Mack married Ida Mae Inman 15 Nov 1899 in Colorado Springs, Colorado. Ida Mae was born 8 Apr 1876 in Illinois,4 the daughter of Ben and Lucy Ann (Jennings) Inman. She moved with her parents to Minnesota in 1883, then to Colorado between 1895 and 1897. Their marriage certificate, which was provided by great-grandson Mike Herder, lists Mack as being "of Denver" and Ida Mae as being "of Colorado Springs". The 1900 census found the newlyweds ("Mack M." and "Ida May") living at 1936 W. 32nd Avenue, in Denver, along with Mack's older brother William's family.
We don't know whether Mack Langton received any care at military hospital facilities, or any pension or other compensation, for the illness caused by his service to his country. Nor do we know whether he joined General Hale's new veterans organization. We did locate a record of Ida Mae applying for a widow's pension 31 Aug 1904. It is fitting that Mack's daughter Inez, who never knew him, eventually would become very active in the VFW womens auxiliary, most likely because her husband, Francis Tennis, was also a veteran.
Children. Mack and Ida's children were:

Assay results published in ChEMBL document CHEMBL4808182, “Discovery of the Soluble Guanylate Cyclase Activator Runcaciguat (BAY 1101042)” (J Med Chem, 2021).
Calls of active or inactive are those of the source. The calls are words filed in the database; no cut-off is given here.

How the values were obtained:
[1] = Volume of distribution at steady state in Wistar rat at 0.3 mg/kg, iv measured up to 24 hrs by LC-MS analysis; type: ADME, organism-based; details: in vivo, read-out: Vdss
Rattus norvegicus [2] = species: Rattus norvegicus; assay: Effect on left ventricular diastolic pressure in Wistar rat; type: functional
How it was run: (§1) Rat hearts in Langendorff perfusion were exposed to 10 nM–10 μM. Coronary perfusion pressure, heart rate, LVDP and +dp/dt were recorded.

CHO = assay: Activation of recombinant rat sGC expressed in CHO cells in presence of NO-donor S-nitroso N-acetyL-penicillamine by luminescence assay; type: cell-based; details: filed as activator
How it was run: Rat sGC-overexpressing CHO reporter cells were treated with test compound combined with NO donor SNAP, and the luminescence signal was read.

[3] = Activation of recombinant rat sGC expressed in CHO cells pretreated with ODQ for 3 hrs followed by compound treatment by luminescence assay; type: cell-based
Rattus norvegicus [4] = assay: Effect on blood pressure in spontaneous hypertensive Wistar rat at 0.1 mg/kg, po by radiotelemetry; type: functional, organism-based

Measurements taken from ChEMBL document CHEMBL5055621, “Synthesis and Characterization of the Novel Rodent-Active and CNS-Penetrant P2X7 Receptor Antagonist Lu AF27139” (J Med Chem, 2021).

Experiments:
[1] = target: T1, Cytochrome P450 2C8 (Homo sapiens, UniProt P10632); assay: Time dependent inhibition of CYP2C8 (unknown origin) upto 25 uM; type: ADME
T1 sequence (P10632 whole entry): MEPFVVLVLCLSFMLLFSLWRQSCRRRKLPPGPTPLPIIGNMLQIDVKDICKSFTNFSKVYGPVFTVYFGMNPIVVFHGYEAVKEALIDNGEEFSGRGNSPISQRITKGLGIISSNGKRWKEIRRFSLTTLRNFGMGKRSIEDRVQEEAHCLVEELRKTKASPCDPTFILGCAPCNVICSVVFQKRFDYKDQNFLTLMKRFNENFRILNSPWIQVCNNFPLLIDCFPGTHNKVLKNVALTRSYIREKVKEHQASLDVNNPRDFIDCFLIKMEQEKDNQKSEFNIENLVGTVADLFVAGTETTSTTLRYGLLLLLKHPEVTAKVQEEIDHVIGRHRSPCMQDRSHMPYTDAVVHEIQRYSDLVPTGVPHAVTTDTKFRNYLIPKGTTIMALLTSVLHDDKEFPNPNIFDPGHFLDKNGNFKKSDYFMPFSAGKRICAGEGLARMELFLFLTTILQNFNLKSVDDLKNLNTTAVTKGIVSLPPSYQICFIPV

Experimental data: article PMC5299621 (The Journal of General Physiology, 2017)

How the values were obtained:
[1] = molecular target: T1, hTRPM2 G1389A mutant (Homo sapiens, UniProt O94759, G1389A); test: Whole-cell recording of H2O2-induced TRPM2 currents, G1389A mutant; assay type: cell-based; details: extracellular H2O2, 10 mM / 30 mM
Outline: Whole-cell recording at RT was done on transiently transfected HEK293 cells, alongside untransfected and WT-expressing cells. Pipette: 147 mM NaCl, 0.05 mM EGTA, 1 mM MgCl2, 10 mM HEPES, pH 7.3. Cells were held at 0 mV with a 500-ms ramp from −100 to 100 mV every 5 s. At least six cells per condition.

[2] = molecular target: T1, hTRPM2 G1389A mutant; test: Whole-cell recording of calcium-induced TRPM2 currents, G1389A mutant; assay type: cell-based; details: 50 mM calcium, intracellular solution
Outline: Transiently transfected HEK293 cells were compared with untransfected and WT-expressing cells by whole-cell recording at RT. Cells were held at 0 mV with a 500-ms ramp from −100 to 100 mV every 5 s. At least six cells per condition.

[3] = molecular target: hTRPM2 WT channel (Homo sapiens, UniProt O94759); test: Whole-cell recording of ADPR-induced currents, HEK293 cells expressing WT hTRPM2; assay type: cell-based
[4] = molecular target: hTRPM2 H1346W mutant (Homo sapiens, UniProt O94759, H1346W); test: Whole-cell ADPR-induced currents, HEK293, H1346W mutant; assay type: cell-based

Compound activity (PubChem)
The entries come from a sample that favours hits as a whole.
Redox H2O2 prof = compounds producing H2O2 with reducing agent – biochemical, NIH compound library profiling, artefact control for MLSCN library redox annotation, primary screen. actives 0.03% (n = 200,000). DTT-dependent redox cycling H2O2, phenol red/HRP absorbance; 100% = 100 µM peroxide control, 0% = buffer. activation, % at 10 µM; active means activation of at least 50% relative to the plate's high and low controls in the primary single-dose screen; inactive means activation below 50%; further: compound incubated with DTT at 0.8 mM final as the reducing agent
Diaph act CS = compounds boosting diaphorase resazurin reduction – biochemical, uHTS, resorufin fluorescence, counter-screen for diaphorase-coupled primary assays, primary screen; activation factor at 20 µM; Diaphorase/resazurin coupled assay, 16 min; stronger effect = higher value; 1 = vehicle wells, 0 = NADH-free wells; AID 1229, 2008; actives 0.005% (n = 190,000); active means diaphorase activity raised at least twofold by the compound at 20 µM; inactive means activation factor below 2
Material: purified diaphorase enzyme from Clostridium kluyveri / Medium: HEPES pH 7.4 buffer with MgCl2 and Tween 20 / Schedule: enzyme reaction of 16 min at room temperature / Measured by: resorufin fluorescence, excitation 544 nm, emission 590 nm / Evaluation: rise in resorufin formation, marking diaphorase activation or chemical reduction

After Mack's death, on 4 April 1907, Ida Mae married George Sylvester Gale, with whom she and the children were enumerated on 39th Avenue, in Denver, during the 1910 census. The census taker recorded the three kids as Gales! The 1920 census taker got their names right, although in both censuses Ida's parents' birthplaces are listed incorrectly. We notice that nearly half the people on the census sheet are immigrants from Sweden, Austria and Italy. Merle and Cecil had both started working by this time.
One of Mack and Ida Mae's granddaughters, Roberta Gerds, gave us her memories of her grandmother:
Ida May Langton, my father's mother, played a very large part in my life when I was little. As far as I know, she didn't have a place of her own, and took turns staying with her three children, Merle, Cecil (Dad) and Inez and their families.